Their eldest son, Bilawal, is now in his second year at Oxford, where he lives amid tight security. Bakhtawar, the eldest daughter, started at Edinburgh University in September. Both were toddlers when Zardari first went to jail. He was in prison when their daughter, Asifa, now 15, was born. She remains in school in Dubai. Bakhtawar, a talented rap singer, wrote a song about her mother, but Zardari can't bear to listen to it. Nor has he read Bhutto's book. "I'm too weak. We mourn her as long as I'm alive," he says.

Zardari has little time for his own grief. "I need hibernation for at least three years, and don't have the luxury to do that. But Benazir is all around. I dream about her and wake expecting her to come in. But I don't think she'd be unhappy. I think she's looking at us now, saying, 'Tell me, Asif, now do you think it's easy?' "

(Report by Christina Lamb for Times Online)

Editorial Defining President Musharraf's 'turmoil'

The Supreme Court is getting ready to hear a number of petitions against the National Reconciliation Ordinance (NRO) and has named a bench of judges along with known jurists as amici curiae to match the "seriousness" which the NRO has assumed in the public eye. As the court announced that it would start hearing the case after 21 days, Chief Justice Iftikhar Muhammad Chaudhry has clarified that till the pronouncement on corruption cases involved is made, no benefits will accrue to the affected parties.

The reactions to the new development have been interesting. President General Pervez Musharraf has repeated his "request" to Ms Benazir Bhutto to postpone her return to Pakistan to avoid "turmoil" – his chosen word to express a complex problem. He says he has not received Ms Bhutto's reaction to his request, but the PPP spokespersons have already rejected the request, and preparations are on to welcome her in Karachi amid massive security measures after Al Qaeda, as conveyed through its deputy Baitullah Mehsud, threatened to kill her.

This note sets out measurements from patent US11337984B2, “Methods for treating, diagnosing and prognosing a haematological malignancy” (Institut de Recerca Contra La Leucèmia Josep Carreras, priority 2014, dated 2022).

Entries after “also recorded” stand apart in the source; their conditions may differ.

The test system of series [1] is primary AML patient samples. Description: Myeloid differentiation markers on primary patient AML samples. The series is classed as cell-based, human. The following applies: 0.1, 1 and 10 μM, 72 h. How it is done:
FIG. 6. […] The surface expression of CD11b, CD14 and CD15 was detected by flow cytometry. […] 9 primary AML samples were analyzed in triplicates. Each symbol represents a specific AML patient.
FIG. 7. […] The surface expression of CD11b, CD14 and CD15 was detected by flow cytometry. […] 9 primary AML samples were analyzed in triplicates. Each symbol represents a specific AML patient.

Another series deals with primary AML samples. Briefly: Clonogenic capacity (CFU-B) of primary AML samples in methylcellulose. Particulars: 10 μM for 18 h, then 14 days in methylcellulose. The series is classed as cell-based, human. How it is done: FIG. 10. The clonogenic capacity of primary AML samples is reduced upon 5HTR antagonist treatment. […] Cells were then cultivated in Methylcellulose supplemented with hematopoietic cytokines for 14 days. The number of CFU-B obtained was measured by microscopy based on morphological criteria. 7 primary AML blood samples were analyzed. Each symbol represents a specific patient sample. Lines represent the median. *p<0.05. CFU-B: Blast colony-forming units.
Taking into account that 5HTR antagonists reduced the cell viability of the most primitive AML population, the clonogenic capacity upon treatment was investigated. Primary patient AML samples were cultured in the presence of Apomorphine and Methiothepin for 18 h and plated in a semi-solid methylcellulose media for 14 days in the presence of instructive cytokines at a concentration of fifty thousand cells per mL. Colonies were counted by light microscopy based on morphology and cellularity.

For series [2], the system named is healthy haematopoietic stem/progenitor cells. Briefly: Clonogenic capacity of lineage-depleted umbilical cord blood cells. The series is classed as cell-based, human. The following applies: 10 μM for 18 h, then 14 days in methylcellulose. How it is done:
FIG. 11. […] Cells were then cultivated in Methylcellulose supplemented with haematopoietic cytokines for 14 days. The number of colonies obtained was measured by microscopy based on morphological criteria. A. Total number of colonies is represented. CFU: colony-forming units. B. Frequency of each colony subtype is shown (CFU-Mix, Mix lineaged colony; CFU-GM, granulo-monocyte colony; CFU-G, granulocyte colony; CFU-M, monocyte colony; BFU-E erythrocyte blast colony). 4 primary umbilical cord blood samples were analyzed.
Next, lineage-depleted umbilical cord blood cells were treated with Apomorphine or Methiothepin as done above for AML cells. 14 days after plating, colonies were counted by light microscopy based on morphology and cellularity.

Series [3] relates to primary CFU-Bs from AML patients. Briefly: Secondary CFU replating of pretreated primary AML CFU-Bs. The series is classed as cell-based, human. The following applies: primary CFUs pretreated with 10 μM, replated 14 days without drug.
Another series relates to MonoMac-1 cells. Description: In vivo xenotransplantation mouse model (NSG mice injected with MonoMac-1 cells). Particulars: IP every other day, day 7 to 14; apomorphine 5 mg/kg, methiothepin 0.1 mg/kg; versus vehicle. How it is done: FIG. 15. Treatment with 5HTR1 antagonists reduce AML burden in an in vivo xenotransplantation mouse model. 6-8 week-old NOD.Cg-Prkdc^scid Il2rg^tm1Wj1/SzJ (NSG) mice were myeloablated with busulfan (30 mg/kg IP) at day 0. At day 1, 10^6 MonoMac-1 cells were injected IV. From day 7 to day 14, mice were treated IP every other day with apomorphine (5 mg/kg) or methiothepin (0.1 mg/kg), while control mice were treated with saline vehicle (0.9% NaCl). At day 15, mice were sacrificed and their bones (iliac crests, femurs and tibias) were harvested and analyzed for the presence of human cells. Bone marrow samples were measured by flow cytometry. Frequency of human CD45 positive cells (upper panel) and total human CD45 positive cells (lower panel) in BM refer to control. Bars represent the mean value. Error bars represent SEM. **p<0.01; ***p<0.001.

The "turmoil" the president wants to avoid is politically complex. It is not so much Al Qaeda he is currently dreading because that is a longer-term problem; nor can he be expected to ruminate too much on the personal safety of Ms Bhutto. It is the "turmoil" that is brewing inside the party he has been propping up and canvassing for quite blatantly over the past months, the PMLQ and its anti-PPP partners in power. While the attorney general, Malik Muhammad Qayyum, says the NRO will be implemented because it has not been "stayed" by the Supreme Court, the PMLQ leaders most upset by the prospect of facing a PPP led personally by Ms Bhutto consider the NRO as already defunct.

The Supreme Court is getting ready to hear a number of petitions against the National Reconciliation Ordinance (NRO) and has named a bench of judges along with known jurists as amici curiae to match the "seriousness" which the NRO has assumed in the public eye. As the court announced that it would start hearing the case after 21 days, Chief Justice Iftikhar Muhammad Chaudhry has clarified that till the pronouncement on corruption cases involved is made, no benefits will accrue to the affected parties.

The reactions to the new development have been interesting. President General Pervez Musharraf has repeated his "request" to Ms Benazir Bhutto to postpone her return to Pakistan to avoid "turmoil" – his chosen word to express a complex problem. He says he has not received Ms Bhutto's reaction to his request, but the PPP spokespersons have already rejected the request, and preparations are on to welcome her in Karachi amid massive security measures after Al Qaeda, as conveyed through its deputy Baitullah Mehsud, threatened to kill her.